San Jose, 18 May 2021 (IICA). Bayer, through the e-learning platform of the Inter-American Institute for Cooperation on Agriculture (IICA), has launched the online course Biosecurity: the threat posed by TR4, a tool that provides important information about the Tropical Race 4 strain of the fungus Fusarium, which poses a serious threat to the world’s production of bananas, and the food and nutrition security of millions of families that depend on the crop.
This new training option is one of the 13 modules being developed under the BayG.A.P. initiative, a Bayer program aimed at providing producers and other stakeholders in the supply chain with training, advice, and support related to the process of verifying their produce.
The course Biosecurity: the threat posed by TR4 is free and designed for producers—regardless of the size of their farms or whether they use modern methods—, distribution channels, irrigation districts, technical advisers and, more generally, all individuals involved in the production of bananas. (It is available here)
“The aim is to inform people about the characteristics of the disease—the basic aspects of the fungus Fusarium oxysporum f.sp. cubense – Strain 4 (Foc TR4), the symptoms as they appear according to the plant’s stage of development, the impact on banana production, and the biosecurity measures that should be implemented to halt its transmission and spread to uninfected areas,” explained Beatriz Eugenia Arrieta, Regional Manager Food Chain Value, Bayer Crop Science.
The online training course is comprised of five modules. The first presents a history of the disease and the socioeconomic consequences, and details of its detection and epidemic dynamic, and the threat to the banana industry.
The second module deals with the cycle and symptoms of the disease, and the third with how it spreads, including aspects related to plants, soils and substrata, and water. The fourth focuses on prevention measures (educational, preventive, and containment actions).
The final module explains how the disease can be controlled—through the nutritional management of plants, the use of different cultivation systems, and the management of other plant factors.
“After learning about the disease, the ease with which it spreads, and the length of time that the fungus remains in the soil, we hope the reaction of farmers will be to immediately implement the measures described in the course”, Arrieta added.
This training option was also made available to the Global Alliance to Combat Fusarium TR4, created in February, whose mission is to assist the banana sector and its stakeholders in combatting the disease through the development of knowledge, technology and mechanisms that help provide a definitive scientific solution. The Alliance is working on three fronts: prevention and training, plant breeding, and control methods.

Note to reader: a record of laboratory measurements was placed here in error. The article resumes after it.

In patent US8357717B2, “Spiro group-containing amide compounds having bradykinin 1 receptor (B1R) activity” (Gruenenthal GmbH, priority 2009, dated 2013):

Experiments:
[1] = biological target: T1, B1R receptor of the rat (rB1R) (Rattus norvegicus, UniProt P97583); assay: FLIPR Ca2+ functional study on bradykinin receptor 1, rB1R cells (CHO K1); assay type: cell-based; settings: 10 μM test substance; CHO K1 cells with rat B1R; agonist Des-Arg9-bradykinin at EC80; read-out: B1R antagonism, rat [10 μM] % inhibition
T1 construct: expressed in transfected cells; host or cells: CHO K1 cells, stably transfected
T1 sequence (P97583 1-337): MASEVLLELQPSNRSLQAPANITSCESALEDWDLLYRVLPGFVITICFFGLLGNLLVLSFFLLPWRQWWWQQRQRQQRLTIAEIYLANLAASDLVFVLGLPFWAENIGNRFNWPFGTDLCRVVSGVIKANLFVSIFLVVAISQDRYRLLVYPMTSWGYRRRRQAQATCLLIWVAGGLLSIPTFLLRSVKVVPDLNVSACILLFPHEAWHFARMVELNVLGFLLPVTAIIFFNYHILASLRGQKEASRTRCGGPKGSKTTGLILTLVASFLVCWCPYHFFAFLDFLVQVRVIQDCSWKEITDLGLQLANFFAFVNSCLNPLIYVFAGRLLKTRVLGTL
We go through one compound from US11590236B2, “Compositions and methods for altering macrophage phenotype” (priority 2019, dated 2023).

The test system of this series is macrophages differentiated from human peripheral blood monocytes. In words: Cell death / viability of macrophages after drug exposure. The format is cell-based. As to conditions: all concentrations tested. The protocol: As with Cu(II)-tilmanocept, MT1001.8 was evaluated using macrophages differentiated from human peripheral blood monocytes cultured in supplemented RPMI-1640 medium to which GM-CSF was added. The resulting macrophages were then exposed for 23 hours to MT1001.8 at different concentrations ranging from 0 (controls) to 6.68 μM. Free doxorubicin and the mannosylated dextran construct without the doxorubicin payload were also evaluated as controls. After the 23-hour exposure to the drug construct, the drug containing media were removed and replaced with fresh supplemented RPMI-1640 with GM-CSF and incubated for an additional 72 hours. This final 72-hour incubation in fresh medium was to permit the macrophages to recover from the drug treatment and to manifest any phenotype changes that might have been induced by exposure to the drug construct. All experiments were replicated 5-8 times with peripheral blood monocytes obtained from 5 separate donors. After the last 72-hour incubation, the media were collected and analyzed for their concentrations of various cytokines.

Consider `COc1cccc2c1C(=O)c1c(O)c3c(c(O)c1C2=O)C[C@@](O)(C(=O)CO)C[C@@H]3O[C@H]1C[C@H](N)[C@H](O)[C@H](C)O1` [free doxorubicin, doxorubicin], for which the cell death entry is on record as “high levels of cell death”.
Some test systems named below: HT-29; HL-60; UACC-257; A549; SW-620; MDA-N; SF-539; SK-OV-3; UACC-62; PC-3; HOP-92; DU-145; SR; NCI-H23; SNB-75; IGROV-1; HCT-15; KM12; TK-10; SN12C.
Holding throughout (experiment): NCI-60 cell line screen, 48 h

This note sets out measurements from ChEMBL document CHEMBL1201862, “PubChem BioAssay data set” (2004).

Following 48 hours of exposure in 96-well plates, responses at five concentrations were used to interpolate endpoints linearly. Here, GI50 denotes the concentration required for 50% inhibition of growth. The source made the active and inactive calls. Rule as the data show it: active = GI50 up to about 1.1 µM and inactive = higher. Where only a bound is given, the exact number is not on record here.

The Alliance is comprised of 25 institutions, and includes representatives of the private sector, academia, civil society organizations, government institutions and international agencies (IICA among them). The other members asked the Institute to serve as the secretariat of the Alliance’s Executive Committee.
Other members of the Alliance include the International Institute of Tropical Agriculture (IITA), Costa Rica’s National Banana Corporation (CORBANA), Bayer, Chiquita Brands International, the Red Solidaridad, and the University of Wageningen (Netherlands). (For more information, visit https://iica.int/en/global-alliance).
A pandemic that affects bananas
Although Tropical Race 4 (TR4) does not pose a threat to human health, it can destroy plantations of a crop on which thousands of rural families depend for their livelihoods. It spreads through the soil and there is currently no known way of eradicating it. The disease can only be prevented from spreading by burning entire banana plantations, and, as the soil can no longer be used, thousands of hectares of fertile farmland are lost.
Bananas are grown in 135 countries on all five continents. As well as playing a key role in global food security, many people depend on the production, transportation and marketing of bananas for their livelihoods. Indeed, it is estimated that 400 million people depend on the fruit, either as a source of food or income.
In the LAC region, bananas are one of the few crops that provide rural dwellers with income throughout the year, and also account for one quarter of the daily calorie intake of the most vulnerable populations.
In fact, bananas are the world’s fourth biggest food crop, surpassed only by wheat, rice and corn, and the fifth most consumed unprocessed crop.
At present, the disease is mainly found in tropical and subtropical countries. It has been detected in a total of 19 nations.
The presence of the fungus was recently confirmed in the north of Peru, setting off alarm bells in neighboring Ecuador, which is taking action to prevent it from spreading.